I’ve been surprised at how many have told me that these have been some of the only, if not the first, teachings they’ve ever heard about the person and work of the Holy Spirit.
It’s obvious that the evangelical Christian tradition has, for the most part, been overly cautious about the Holy Spirit – to the point of hardly teaching about him.
Even our own denominational family, the Church of the Nazarene, which – few people know – was originally named the “Pentecostal Church of the Nazarene” – I think may have over-reacted to controversial views concerning the person and work of the Holy Spirit to the point of neglecting Him.
This is tragically ironic for a theological tradition that puts such an emphasis on holistic transformation. And I think we’ve seen the fall-out of our dim view of the Spirit – not just in the Nazarene Church but throughout the broader evangelical movement. If you stress transformation but neglect the source of transformation, you get…legalism. Delightful.
If you teach that Christians should live differently but are too afraid of the Spirit who enables us to be different, then you miss the source of real power for change and your message becomes that of behavior modification. And you end up with really bizarre definitions of what it means to be a Christian – like Christians don’t drink or dance or go to parties – when Christ himself did those things.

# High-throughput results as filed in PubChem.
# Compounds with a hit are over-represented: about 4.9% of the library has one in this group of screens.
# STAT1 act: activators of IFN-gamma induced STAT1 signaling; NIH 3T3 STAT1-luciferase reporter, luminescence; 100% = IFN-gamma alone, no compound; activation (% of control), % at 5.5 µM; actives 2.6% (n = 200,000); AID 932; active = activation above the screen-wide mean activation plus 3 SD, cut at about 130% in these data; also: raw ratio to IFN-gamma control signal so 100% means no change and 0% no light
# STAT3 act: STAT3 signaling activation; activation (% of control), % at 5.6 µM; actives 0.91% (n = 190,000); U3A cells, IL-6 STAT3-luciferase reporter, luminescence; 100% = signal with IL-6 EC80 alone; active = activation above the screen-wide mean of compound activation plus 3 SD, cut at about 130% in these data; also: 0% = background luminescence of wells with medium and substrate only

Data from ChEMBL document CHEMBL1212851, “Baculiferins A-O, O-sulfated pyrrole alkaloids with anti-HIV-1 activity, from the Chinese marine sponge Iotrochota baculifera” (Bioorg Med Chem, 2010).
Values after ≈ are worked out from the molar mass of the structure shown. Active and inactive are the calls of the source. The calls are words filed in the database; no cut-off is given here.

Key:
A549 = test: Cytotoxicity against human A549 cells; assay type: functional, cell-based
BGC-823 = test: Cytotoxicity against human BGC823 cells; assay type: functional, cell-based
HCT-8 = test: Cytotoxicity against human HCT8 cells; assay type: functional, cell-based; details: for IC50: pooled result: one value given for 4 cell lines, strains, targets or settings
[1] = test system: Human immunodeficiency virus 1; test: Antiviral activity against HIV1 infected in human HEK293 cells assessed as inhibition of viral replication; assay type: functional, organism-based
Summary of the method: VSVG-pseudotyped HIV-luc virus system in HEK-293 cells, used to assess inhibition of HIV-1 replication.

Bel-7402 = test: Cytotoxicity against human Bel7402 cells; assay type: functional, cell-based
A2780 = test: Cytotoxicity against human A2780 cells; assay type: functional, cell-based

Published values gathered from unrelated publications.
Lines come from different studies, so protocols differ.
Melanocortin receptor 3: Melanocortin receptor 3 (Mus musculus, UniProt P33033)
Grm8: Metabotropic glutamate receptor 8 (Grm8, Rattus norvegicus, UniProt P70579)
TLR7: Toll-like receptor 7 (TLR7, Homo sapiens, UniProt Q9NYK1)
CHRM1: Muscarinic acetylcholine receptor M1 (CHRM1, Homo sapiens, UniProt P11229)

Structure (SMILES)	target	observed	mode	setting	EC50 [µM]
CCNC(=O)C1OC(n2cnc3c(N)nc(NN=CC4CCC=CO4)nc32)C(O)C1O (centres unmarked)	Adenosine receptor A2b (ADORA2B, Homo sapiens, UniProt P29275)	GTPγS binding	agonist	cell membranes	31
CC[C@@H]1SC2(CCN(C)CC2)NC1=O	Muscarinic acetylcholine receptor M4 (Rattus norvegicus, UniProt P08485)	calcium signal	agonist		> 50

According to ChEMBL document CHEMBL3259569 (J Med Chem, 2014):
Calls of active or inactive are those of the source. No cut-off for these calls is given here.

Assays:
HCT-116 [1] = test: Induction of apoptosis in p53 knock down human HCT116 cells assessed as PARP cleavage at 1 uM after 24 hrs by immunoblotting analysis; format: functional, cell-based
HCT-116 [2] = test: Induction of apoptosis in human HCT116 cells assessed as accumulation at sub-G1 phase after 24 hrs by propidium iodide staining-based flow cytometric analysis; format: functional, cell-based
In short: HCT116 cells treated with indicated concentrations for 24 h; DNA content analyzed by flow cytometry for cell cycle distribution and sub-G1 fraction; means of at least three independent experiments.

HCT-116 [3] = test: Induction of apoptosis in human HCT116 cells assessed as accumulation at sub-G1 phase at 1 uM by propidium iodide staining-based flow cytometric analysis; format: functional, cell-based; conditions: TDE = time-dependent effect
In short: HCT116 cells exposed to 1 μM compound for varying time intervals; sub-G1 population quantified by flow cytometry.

Kendra Creasy Dean’s quote haunts me: The church is pretty good at behavior modification, but it stinks at transformation. (The Godbearing Life)
Is the Holy Spirit controversial? Yes. Some of the best scripture we have concerning the role of the Spirit in the Church Paul wrote because people had a confused understanding of the role of the Spirit.
So do we stay away from the Spirit? Do we choose not to seek the continual infilling of the Spirit? Do we avoid teaching about the Spirit? No!
The Holy Spirit is God here and now!
This is as practical and relevant as our relationship with God can get! We’ve got to embrace the Holy Spirit. We need a robust view of the Spirit. Is this dangerous? Yes. But that’s where the good stuff is. Is it mystical? Yes, but aren’t you longing for a spirituality that makes a real difference in real life?
I’d rather make some mistakes and have a dynamic relationship with God… than play it safe and opt for a sterile religious experience.